For decades, Indiana GOP lawmakers have promised their constituents that, given the chance, they would ban abortion. But in the first week of a special session, the legislators are learning that saying what they are going to do is easier than actually doing it.
A Lawrence County man tried to defend himself against child abuse charges by asserting his right to religious freedom, but the Court of Appeals of Indiana found the state’s Religious Freedom Restoration Act did not apply in his case because the prosecution demonstrated it had chosen the least restrictive means to advance the state’s compelling interest in protecting children.
A southern Indiana couple facing both criminal charges and the termination of their parental rights due to allegations of unreasonable discipline against their children are seeking to use Indiana’s controversial Religious Freedom Restoration Act to end, or at least pause, the litigation against them.
A Republican who’s been one of the Indiana Legislature’s most conservative members announced Friday he won’t seek re-election next year, ending more than three decades as a lawmaker.
Lynn Starkey, the Roncalli High School counselor who was fired for being in a same-sex marriage, is planning to appeal Wednesday’s ruling in federal court that found the ministerial exception barred her discrimination claims.
Roncalli High School has won a victory in its legal battle with a former guidance counselor who raised discrimination claims after she was fired for being in a same-sex marriage. A federal judge ruled Wednesday that the counselor’s claims against the Indianapolis Catholic high school are barred by the First Amendment’s ministerial exception.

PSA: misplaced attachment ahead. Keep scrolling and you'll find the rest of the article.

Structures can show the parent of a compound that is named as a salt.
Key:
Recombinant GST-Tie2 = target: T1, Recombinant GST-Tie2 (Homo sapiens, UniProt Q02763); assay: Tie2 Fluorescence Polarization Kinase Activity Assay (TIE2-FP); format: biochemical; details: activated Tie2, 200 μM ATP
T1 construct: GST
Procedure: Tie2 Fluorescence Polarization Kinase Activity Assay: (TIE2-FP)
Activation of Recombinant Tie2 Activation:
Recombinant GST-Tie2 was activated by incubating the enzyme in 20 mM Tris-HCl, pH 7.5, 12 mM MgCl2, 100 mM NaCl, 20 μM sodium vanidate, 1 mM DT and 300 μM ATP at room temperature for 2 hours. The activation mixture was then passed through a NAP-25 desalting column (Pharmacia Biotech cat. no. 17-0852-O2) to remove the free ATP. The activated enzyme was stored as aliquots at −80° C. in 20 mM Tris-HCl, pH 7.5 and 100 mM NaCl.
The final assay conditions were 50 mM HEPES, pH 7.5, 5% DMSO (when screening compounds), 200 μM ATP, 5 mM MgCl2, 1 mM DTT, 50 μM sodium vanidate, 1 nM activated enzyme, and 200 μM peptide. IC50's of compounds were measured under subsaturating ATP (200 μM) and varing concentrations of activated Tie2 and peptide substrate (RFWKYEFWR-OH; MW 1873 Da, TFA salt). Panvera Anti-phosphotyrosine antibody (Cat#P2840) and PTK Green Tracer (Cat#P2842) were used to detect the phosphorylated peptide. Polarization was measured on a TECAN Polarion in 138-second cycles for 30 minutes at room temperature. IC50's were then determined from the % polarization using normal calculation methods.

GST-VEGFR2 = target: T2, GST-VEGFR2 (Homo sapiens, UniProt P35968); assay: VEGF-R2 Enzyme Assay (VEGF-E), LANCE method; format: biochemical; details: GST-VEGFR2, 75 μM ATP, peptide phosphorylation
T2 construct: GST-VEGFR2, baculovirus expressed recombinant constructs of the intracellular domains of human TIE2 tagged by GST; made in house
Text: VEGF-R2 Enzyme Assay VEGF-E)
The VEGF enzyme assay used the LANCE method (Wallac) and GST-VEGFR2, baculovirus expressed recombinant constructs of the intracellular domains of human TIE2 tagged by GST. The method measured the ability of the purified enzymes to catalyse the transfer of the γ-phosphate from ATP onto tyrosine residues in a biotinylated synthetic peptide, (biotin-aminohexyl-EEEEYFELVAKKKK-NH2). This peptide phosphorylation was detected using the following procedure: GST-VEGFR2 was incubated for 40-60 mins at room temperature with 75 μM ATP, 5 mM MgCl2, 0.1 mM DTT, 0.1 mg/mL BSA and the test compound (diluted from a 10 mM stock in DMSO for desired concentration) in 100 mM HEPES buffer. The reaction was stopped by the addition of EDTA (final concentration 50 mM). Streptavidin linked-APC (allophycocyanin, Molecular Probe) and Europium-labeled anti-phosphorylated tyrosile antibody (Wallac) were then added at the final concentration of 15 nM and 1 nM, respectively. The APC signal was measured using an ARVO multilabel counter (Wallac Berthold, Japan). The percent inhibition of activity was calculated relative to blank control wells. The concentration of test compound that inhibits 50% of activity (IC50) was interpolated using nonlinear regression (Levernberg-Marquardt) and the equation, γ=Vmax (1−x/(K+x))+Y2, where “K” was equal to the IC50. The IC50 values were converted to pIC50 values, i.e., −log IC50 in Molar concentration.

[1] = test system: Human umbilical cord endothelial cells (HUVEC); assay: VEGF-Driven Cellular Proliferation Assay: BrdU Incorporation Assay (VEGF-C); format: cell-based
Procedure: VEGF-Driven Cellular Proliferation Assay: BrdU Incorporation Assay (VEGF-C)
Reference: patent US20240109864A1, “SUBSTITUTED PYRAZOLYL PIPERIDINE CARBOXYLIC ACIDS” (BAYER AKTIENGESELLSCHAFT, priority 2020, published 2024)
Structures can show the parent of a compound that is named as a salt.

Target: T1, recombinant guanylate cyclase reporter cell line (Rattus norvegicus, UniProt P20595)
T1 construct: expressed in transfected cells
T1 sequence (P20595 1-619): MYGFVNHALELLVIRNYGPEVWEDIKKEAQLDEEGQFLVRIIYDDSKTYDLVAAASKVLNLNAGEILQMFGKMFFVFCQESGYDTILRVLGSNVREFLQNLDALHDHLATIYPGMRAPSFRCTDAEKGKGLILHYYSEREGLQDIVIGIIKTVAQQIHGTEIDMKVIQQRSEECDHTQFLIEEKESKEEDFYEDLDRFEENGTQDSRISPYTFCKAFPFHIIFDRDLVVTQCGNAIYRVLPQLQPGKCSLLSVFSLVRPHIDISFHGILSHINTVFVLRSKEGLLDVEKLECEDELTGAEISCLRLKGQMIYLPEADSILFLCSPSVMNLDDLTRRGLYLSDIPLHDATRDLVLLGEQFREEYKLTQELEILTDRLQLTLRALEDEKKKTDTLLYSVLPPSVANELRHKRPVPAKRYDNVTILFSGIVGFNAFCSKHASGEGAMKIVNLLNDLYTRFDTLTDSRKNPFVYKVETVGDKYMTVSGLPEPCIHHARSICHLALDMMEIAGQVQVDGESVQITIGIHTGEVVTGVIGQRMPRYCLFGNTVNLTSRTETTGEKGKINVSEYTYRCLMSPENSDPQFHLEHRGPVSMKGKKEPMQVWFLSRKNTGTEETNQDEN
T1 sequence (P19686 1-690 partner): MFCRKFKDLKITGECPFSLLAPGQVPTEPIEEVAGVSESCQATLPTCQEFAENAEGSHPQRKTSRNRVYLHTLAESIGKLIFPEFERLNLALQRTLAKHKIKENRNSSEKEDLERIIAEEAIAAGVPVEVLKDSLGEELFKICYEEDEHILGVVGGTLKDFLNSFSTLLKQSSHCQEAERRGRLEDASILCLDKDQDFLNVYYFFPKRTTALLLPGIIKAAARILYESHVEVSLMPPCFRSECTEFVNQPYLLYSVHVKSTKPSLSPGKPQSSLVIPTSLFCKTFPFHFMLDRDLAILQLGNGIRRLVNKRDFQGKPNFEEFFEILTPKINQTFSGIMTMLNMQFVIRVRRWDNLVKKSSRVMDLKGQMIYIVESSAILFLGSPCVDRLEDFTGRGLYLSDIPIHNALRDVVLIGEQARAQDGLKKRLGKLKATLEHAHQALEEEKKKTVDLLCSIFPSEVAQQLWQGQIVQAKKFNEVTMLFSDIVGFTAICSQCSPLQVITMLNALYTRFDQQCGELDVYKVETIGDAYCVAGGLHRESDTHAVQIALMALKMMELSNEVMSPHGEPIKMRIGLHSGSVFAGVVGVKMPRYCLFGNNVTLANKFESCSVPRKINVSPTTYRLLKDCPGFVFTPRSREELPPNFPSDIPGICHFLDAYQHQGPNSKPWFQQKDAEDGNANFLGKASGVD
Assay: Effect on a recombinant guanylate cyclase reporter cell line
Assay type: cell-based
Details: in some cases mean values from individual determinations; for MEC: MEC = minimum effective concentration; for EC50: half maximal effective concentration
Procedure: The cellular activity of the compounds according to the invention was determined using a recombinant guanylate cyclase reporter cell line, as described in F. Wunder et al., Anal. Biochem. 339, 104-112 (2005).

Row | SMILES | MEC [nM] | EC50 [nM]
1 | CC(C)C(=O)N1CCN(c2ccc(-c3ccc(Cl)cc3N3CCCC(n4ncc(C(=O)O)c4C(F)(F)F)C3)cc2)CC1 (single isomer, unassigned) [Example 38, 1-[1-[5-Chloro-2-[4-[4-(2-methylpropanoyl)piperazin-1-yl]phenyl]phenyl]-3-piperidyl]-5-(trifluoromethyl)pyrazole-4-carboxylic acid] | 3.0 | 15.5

The Supreme Court on Friday declined to take up the case of a florist who refused to provide services for a same-sex wedding, leaving in place a decision that she broke state anti-discrimination laws.
In a one-page order, Marion Superior Special Judge Lance Hamner did what a previous special judge and the Indiana Supreme Court had not done – dismiss the wrongful termination lawsuit filed by a gay teacher against the archdiocese of Indianapolis.
The Supreme Court is reviving a lawsuit brought by a Georgia college student who sued school officials after being prevented from distributing Christian literature on campus. Chief Justice John Roberts was the lone dissenter, lamenting that the ruling risked “turning judges into advice columnists.”
A sweeping bill that would extend federal civil rights protections to LGBTQ people is a top priority of President Joe Biden and Democrats in Congress. Yet as the Equality Act heads to the Senate after winning House approval, its prospects seem bleak — to a large extent because of opposition from conservative religious leaders.
A four-member Indiana Supreme Court denied a petition Thursday filed by the Archdiocese of Indianapolis to stop the lawsuit brought by a social studies teacher who was fired from Cathedral High School for being in a same-sex marriage.